D’Amore-McKim School of Business professors Timothy Hoff, Patricia Illingworth and Gary Young weigh in on the recent CVS-Aetna merger, and what it means for the future of healthcare, on a business, ethical, and legal level for News@Northeastern.
Professor Timothy Hoff examines relational care blockades in the U.S. and the UK and highlights the critical need for more general practice physicians.
Charn McAllister is a newly appointed assistant professor of management and organizational development in the D’Amore-McKim School of Business. He joins Northeastern University after serving in the U.S. Army for seven years, enrolling in West Point in July 2001, just two months before 9/11.
Professor Timothy Hoff examines the benefits of strong doctor-patient relationships and what the weakening of those ties means for health care in general.
Associate Teaching Professor Martin Dias discusses the leadership and logistical challenges Houston Mayor Sylvester Turner has faced and lessons learned from Hurricane Harvey community resilience efforts.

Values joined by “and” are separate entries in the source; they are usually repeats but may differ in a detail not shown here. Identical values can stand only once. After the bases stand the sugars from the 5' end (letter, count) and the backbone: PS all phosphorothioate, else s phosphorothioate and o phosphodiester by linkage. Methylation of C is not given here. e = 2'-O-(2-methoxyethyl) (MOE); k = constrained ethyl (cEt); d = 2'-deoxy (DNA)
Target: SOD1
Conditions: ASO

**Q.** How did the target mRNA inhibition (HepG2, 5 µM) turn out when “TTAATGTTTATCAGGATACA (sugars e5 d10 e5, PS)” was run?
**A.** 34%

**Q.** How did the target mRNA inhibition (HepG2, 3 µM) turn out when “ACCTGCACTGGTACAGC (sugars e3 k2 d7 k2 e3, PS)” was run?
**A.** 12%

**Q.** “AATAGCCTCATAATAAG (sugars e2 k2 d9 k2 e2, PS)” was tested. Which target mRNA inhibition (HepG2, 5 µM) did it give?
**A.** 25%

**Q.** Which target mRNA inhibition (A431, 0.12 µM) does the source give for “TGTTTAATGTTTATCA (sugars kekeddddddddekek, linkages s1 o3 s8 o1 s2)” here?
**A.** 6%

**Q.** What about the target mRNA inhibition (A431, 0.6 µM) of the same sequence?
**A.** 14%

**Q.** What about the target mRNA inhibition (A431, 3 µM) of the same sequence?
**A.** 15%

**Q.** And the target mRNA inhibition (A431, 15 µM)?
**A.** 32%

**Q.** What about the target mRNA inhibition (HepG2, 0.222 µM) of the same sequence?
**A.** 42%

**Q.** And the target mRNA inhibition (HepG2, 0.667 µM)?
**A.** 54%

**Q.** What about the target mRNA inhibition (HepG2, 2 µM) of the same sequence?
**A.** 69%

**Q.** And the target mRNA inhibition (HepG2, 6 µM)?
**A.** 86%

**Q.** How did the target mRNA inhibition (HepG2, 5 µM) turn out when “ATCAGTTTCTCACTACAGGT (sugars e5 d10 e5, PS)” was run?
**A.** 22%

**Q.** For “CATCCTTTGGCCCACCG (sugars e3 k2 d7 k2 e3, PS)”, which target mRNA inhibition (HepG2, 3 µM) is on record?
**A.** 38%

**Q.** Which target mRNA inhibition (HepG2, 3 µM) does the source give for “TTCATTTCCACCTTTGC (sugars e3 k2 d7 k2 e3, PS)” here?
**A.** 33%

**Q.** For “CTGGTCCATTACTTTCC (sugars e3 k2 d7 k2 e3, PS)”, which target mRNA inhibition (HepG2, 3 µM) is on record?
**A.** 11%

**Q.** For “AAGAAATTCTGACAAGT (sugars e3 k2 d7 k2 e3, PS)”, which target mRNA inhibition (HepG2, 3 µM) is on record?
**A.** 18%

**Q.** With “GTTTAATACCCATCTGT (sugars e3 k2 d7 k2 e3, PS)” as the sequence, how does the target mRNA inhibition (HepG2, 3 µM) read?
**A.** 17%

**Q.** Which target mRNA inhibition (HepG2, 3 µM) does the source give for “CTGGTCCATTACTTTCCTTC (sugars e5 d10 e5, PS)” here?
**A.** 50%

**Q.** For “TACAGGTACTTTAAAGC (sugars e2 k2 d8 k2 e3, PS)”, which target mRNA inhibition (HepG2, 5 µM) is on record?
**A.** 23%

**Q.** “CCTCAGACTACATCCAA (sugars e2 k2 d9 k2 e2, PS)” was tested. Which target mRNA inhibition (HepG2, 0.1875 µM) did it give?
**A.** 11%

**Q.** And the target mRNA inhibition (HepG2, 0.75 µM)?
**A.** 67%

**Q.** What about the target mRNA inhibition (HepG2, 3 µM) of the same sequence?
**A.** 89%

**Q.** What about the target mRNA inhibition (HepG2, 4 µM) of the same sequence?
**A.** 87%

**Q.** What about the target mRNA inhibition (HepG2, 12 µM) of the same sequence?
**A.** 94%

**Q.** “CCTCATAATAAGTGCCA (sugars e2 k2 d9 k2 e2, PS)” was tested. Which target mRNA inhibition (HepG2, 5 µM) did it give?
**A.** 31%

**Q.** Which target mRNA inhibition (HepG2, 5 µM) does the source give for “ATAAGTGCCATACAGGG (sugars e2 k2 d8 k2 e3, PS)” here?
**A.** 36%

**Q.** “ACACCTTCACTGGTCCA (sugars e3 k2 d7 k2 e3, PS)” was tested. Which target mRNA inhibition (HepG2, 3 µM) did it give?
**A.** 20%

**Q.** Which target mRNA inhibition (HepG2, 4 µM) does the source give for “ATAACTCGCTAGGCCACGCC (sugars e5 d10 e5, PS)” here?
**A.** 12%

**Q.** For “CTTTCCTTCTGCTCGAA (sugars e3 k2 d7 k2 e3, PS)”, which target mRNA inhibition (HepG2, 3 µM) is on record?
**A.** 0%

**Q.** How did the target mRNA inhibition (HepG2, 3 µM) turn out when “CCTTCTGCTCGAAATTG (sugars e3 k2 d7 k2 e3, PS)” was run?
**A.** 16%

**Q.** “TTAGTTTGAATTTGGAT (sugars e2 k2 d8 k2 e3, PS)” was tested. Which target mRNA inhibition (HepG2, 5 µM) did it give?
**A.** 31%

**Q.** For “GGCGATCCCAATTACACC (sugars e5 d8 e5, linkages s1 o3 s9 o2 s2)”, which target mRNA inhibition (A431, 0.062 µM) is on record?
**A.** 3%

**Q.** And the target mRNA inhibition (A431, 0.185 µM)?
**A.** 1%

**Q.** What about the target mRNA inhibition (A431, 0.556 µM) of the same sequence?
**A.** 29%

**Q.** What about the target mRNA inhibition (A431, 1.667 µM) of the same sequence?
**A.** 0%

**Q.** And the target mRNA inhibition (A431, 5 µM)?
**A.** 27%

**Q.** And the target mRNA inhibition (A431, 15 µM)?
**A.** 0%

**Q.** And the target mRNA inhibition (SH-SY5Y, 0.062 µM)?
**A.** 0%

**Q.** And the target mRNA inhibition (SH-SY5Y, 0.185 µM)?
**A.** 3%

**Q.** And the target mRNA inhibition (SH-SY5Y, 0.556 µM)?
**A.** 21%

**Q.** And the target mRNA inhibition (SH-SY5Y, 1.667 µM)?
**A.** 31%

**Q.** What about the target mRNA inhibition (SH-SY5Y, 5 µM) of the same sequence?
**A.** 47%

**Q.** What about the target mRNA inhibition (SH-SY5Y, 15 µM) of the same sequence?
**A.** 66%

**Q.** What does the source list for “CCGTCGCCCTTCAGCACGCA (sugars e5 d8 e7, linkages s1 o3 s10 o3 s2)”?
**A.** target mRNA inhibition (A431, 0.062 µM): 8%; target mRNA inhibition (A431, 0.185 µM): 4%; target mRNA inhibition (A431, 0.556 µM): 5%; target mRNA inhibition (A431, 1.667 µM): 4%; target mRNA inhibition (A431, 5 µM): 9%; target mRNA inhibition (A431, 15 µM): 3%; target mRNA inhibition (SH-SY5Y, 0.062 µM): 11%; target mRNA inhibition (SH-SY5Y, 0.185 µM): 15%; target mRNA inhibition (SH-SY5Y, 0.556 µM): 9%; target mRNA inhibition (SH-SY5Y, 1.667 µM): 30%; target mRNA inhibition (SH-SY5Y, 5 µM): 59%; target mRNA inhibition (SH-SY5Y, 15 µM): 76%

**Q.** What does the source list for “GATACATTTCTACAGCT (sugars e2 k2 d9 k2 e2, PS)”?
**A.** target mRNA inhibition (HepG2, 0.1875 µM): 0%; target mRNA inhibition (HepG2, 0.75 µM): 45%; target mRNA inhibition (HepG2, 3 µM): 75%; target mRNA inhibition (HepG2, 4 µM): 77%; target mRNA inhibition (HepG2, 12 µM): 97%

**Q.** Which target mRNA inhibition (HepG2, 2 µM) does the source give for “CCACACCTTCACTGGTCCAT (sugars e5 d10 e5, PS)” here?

Associate Professor Edward Wertheim examines the differences between President Trump’s public and private negotiating strategies.
Associate Professor Bert Spector examines President Trump’s recent inaugural cabinet meeting as an example of how leadership personality and meeting style can impact overall organization function.
As a Health Care Management concentrator, Tharp says, “Case and team focused learning allows you to connect real world scenarios and gain different perspectives from working with your learning team.”
Professor Timothy Hoff explains the impact of the changing payment landscape for healthcare professionals and how their task-heavy job roles are having a negative effect on worker happiness, increasing burnout, and creating new issues in the sphere.
Timothy Hoff, professor of management, healthcare systems, and health policy, was recently featured in a News@Northeastern article describing his published article based on ongoing collaborative research with colleagues from Oxford University’s Said Business School and Green-Templeton College, in the January issue of the British Journal of Healthcare Management.